I know the moon and the lake have twisted the roots under my heart the same as a lonely woman, a lovely woman, in a silver dress, in a circus rider's silver dress.

Wednesday, 15 June 2016

Pretty Words

Pretty Words -  Elinor Morton Wylie

Poets make pets of pretty, docile words:
I love smooth words, like gold-enamelled fish
Which circle slowly with a silken swish,
And tender ones, like downy-feathered birds:
Words shy and dappled, deep-eyed deer in herds,
Come to my hand, and playful if I wish,
Or purring softly at a silver dish,
Blue Persian kittens fed on cream and curds.

I love bright words, words up and singing early;
Words that are luminous in the dark, and sing;
Warm lazy words, white cattle under trees;
I love words opalescent, cool, and pearly,
Like midsummer moths, and honied words like bees,
Gilded and sticky, with a little sting.

Tuesday, 14 June 2016

Stationary Bicycle


Stationary Bicycle - Linda Pastan

You pedal furiously
into a future you're trying
hard to prolong
by this exercise,
though the landscape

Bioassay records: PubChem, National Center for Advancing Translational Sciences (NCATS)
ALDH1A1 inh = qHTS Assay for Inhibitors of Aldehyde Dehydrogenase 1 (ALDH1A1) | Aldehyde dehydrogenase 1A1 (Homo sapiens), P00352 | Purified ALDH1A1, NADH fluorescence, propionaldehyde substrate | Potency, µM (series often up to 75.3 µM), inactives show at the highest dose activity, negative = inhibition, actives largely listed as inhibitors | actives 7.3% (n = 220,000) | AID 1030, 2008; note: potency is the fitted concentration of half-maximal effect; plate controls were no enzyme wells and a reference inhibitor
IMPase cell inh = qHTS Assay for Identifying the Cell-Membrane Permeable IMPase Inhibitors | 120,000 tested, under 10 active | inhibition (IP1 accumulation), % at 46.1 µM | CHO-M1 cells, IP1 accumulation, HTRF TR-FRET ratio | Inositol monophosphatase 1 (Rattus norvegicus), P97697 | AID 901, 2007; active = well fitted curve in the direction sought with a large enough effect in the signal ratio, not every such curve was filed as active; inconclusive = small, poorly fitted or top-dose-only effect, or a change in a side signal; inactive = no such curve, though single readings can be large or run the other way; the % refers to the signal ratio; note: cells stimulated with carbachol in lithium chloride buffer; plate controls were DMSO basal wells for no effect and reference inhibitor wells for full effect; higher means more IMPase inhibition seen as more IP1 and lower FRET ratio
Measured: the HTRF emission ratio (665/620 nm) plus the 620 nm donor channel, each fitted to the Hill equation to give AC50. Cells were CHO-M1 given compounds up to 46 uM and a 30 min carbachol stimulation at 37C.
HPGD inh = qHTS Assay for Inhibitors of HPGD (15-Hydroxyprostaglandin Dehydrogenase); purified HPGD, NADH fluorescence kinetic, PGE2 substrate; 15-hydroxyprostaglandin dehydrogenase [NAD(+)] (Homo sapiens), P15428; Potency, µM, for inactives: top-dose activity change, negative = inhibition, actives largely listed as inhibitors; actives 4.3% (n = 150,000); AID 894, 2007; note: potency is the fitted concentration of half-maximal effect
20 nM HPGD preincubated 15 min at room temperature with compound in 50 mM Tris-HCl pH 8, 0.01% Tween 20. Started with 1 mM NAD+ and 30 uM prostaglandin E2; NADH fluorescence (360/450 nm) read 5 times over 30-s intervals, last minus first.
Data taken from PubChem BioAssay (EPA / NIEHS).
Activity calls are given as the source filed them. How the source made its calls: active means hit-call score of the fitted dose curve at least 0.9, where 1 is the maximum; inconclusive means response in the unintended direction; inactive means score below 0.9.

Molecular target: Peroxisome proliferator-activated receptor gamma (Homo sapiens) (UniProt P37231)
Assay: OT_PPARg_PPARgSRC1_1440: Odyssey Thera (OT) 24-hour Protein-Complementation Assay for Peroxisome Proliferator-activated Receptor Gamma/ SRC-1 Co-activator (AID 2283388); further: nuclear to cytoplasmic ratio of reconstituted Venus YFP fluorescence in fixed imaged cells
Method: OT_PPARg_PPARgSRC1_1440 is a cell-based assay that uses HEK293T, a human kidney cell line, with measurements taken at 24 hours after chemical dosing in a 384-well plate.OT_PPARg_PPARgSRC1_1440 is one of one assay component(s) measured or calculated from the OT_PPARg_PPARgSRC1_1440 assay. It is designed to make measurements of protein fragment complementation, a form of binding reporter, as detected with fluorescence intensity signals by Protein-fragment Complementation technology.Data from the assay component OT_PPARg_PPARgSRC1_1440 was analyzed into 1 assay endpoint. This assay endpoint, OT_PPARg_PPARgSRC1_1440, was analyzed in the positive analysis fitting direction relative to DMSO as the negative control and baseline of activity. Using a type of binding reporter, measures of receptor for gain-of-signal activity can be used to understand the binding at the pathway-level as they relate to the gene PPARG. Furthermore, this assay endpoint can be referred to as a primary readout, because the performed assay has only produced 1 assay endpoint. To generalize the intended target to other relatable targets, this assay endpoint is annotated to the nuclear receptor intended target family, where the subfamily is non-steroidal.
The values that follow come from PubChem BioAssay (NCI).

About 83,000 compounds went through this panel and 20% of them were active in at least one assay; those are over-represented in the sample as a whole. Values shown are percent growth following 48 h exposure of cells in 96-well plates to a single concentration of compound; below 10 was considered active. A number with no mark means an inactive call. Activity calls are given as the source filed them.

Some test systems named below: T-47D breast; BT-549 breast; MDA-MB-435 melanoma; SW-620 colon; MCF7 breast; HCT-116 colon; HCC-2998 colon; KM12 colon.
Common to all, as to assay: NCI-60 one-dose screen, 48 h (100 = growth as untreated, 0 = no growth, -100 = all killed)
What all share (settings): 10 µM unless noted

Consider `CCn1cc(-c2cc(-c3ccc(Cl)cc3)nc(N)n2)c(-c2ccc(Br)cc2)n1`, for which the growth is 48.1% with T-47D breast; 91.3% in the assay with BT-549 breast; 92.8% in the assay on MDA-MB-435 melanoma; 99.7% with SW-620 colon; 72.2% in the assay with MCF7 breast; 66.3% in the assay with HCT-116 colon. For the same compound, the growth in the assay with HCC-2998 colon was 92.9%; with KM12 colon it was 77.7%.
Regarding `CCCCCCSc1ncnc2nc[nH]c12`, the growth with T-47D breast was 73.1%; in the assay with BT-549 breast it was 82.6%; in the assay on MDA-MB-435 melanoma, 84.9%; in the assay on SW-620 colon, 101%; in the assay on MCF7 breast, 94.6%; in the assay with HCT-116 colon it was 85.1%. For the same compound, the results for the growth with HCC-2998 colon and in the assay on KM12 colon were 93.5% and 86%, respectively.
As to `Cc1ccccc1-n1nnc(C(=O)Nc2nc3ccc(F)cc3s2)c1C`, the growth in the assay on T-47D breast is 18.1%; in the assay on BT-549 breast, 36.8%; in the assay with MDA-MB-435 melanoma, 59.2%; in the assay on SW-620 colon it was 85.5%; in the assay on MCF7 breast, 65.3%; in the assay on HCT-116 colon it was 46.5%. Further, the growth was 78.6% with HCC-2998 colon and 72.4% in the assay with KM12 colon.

that rolls by here is time
passing, with its lists
of things undone
or not done properly,
all this effort,
the fierce monotony
of this ride feels
much like life itself -
going nowhere
redeemed in part
by the imagination, its trance
of rivers and trees,
its shady roads unwinding
just beyond your closed eyes,
or even on the tv screen
you sometimes watch
as you ride, mile
after mile of drama
unfolding while you pump
and pump, proceeding
from here to here
at twenty theoretical
miles per hour, your legs
beginning to throb as if
the body communicates
in a code of pain, saying
never mind the future,
you're here
right now, alive.

Monday, 13 June 2016

Credences of Summer

"Now the mind lays by its trouble..."
Summer is here! 

from Credences of Summer - Wallace Stevens

Now in midsummer come and all fools slaughtered
And spring’s infuriations over and a long way
To the first autumnal inhalations, young broods
Are in the grass, the roses are heavy with a weight
Of fragrance and the mind lays by its trouble.

Now the mind lays by its trouble and considers.
The fidgets of remembrance come to this.
This is the last day of a certain year
Beyond which there is nothing left of time.